Spirits are flying high as Australia braces for a Kimberley season that will mark the return of international vessels, the opening of WA borders and things finally looking up for cruise after two years.

Jeff Gillies Commercial Director at Coral Expeditions says there’s energy in the air. “The mood is amazing. We’ve got about 3,000 guests who are travelling this year. A lot of them have had travel plans interrupted, so the excitement is palpable.

“We’ve already got two vessels underway and you can see the response from the guests and the crew and how much fun they’re having up there.”

Mr Gillies says demand has been rocketing and Coral Expeditions is nearly completely sold out for the year.

“Since the WA borders we’ve had some of the best interest and enquiry levels we’ve ever had for 2023 as well. We’ve got a couple of spots available for the next two departures, then we’re largely full for the rest of the season, and we’ve seen excellent forward booking uptake.”

With moral high and things moving quickly, here’s what you need to know about the upcoming Kimberley season. 

Demand is higher than ever before

Coral Expeditions aren’t the only company who’s seeing bookings flying off the shelves, Andrew Castles, general manager of Expedition Cruise Specialists says the season is selling extremely well.

“For the Australian-flagged operators, the 2022 Kimberley cruise season is heavily booked already, with very few cabins remaining across the season. With deferrals from previous Covid-effected seasons, combined with a reticence amongst some travellers to head off overseas again just yet, the Kimberley remains incredibly popular. 

“Many of the local operators are so full that 2023 already nears capacity, and some operators, such as Coral Expeditions, have this week released their 2024 schedules to cater to the strong demand.”

Luxury cruise line Silversea is also reporting unheard of levels of demand. 

“The cruise industry has seen an unprecedented demand for domestic and close-to-home voyages, especially in regions such as the Kimberley which are best accessed by ship,” said a spokesperson.

Unique landscapes.

It’s not too late 

While bookings are up, it’s not too late to secure yourself a spot amongst the rugged orange cliffs of the Kimberley over the coming months. 

Silversea still has availability on five of their cruises this season, starting from $18,200 on sailings leaving in June and early July, with sailings across late July and August more difficult to get into. 

Ponant is down to its final staterooms on seven of its 11 planned visits to the Kimberley, meaning you might need to act fast, but the suites are still there for you if you want them. 

For something a bit more intimate, cruise company True North has already kicked off its season and has told Cruise Passenger that there’s still some scattered availability throughout the season, you can check out itineraries and enquire here. 

APT Touring also have cabins going, with some last minute deals possible. You can save $500pp on cabins for May 15 and June 2 sailings for “Grand Kimberley Coast” itineraries, starting from $12,895pp, although there’s also more availability throughout the season.

You can also save $1000pp by booking now for 10-nights on Le Laperouse, chartered by APT, with availability across June, July and August sailings, starting from $14,145 in July.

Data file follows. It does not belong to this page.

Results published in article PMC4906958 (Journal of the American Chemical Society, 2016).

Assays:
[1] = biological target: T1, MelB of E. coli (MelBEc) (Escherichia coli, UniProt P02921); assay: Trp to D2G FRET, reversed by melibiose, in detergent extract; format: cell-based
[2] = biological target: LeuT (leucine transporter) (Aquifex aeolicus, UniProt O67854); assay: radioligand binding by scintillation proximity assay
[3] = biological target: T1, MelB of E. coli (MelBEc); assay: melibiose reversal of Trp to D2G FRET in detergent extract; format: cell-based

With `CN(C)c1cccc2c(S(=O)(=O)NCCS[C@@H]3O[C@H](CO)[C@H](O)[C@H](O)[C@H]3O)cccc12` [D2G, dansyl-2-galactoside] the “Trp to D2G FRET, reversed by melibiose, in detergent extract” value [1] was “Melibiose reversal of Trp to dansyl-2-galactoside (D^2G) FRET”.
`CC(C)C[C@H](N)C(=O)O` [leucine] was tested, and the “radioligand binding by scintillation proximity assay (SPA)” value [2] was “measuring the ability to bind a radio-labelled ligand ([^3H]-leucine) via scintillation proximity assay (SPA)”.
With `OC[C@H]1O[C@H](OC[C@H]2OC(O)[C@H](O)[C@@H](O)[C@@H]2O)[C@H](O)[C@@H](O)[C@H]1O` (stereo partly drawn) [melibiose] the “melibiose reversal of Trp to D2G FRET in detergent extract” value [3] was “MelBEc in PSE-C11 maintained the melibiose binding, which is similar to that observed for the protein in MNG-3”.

Don’t rule out something last minute 

If your ideal cruise or suite is already booked up, those in the know say that it’s worth keeping an eye out throughout the season, as COVID dropouts could open up some last minute places at any time.

Mr Gillies said: “We’re running waitlists and standby lists, because what you are finding in cruise or in any travel, some people are unfortunately finding out they’ve contracted COVID in the week leading in, so we are seeing a small percentage of people who are finding out they’re unable to travel at short notice.

“For anyone interested they should stay in touch and get on the waitlists and standby lists.”

Mr Castles also says checking out last minute openings is the way to go.

“Although cabins are hard to find, it’s always worth checking on last-minute 2022 availability close to each departure as COVID can open up a couple of cabins at late notice as unfortunate travellers pick up the virus in the week or two before they are due to cruise.” 

Breathtaking sights.

What changes to expect?

Mr Castles says you can expect stringent health protocols whichever line you choose.  

“Due to COVID protocols, travellers can expect fewer traditional buffets on board, with table service really coming to the fore.

“In an effort to keep COVID off their ships, many of the expedition companies are also requiring travellers to undertake either a pre-cruise RAT test on boarding, or in some cases, a PCR test 72 hours prior to embarkation. 

“On board, travellers may be subject to daily temperature readings as well, which in itself is an unobtrusive, hand-held temperature check with the ship’s nurse each morning.”

Mr Castles says word is yet to arrive on whether WA will require regarding masks.

“Masks could also possibly be required at certain times on the vessel, and that will be dependent on Western Australia’s health guidelines as they apply during the season.”

Mr Gillies says once you’re on board, it will all feel normal.

“We still make it mandatory that guests and crew are vaccinated, they have to do PCR tests and a rapid antigen test, once on board you won’t notice too many differences from what you see in your local restaurant or club. Social distancing is important and anyone who has any symptoms, will be isolated,” he added.